Imagine our surprise when we got our wish but learned that those kids gave incentive lectures to pickpockets. They carry their BB guns around in violin cases. Even their sweatshirts are inscribed with slogans like ‘Boris Karloff is a SISSY!’ ‘The mafia wants to join you!’ And… ‘Do unto others before they do it unto you!’

Halloween to these kids is about as exciting as Girl Scout Thinking Day is to the Godfather. They don’t have time to fool around with child’s play. At least, not until they’ve finished putting up all of their signs, reading: ‘KEEP ON THE GRASS!’

I don’t understand them at all. Halloween used to be a marvelous time for masquerading and mischief when our parents would take us to the Five-and-Dime to select a costume and warn us not to fall for the first ugly face we see.

The kind of costumes we used to wear for trick-or-treat would completely turn off today’s kids. After all, they dress that way for school every day. There was always something so wonderfully scary about when we were kids. The kids in this neighborhood aren’t scared by anything.

They aren’t afraid of their parents. They aren’t afraid of the police. They’d probably run Godzilla out of town if they had the chance! For the kids in this neighborhood, doing a good deed is making a contribution in your name to local crime statistics.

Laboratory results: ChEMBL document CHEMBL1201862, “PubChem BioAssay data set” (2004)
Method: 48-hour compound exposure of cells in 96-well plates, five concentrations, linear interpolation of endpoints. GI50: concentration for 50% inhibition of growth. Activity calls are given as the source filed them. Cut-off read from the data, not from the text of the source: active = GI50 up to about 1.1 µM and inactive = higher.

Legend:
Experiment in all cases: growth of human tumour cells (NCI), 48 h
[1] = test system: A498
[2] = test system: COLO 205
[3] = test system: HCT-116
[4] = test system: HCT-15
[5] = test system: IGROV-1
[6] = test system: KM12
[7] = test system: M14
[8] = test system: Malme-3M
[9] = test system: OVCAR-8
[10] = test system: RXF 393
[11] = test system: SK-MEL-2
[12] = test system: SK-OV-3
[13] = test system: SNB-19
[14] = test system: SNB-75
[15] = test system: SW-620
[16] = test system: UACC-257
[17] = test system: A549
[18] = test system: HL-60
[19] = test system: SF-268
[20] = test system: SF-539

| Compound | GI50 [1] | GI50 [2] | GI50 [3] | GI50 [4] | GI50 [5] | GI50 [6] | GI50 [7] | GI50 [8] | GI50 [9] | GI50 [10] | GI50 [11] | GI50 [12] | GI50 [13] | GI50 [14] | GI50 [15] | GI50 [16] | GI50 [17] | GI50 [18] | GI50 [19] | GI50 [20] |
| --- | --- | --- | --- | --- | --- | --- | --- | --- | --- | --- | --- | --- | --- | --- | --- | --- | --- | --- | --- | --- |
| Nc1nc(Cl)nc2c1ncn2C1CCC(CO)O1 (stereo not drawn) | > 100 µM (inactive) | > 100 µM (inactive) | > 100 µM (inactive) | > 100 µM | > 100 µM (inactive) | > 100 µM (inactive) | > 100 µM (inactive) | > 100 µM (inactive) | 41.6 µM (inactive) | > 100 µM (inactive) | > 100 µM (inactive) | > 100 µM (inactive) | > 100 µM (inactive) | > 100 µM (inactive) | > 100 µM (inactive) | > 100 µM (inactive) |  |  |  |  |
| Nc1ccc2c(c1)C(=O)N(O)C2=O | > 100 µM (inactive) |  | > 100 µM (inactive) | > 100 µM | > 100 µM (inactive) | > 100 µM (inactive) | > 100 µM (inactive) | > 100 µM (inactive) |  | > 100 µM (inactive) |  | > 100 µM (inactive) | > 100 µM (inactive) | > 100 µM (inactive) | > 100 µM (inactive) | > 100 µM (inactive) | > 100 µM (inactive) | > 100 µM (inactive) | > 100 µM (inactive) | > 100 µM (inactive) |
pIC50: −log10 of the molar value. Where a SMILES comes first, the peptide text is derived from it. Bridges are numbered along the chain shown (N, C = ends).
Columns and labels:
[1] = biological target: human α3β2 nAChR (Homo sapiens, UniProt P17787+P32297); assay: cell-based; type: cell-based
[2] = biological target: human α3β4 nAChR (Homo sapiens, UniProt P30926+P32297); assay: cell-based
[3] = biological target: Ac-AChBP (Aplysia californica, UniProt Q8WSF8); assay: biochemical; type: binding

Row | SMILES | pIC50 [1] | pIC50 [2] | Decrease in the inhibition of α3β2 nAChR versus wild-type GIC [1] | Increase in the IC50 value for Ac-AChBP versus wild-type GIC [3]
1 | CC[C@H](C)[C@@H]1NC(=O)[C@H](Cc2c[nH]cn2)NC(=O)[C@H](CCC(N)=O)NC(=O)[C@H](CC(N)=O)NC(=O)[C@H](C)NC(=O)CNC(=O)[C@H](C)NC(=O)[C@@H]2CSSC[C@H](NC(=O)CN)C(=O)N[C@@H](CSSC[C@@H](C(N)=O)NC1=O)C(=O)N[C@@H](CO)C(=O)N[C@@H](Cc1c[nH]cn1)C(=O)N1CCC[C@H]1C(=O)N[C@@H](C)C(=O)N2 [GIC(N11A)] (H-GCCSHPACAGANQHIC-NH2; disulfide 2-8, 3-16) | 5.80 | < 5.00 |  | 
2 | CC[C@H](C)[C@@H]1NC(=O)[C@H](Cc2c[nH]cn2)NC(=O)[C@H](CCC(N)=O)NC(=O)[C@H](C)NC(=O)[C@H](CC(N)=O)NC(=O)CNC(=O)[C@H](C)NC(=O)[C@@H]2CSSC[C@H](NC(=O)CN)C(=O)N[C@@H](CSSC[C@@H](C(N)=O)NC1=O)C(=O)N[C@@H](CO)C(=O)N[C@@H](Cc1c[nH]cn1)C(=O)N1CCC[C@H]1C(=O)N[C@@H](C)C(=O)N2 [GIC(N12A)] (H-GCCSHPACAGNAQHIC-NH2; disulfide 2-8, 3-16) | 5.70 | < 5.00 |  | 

Be careful! If one of them ever asks you for the time, it means they want your watch! Listen! Because of the kids in this neighborhood, my Avon lady sends me my order BY MAIL!

Remember how kids used to swallow goldfish as a teenaged prank? Well, around here the kids swallow piranhas! Fortunately, though, they haven’t bothered me much. Somebody told them the syndicate has a contract on me – and they didn’t realize that it meant my column was being carried in newspapers across the country.

It wouldn’t do any good to pass out candy to these kids this Halloween. By the time they ring the bell, we look through the peep-hole, unfasten the lock, slide back the bolt, unhook the chain, leash-up the German shepherd, disconnect the burglar alarm, and open the door – it would be Thanksgiving!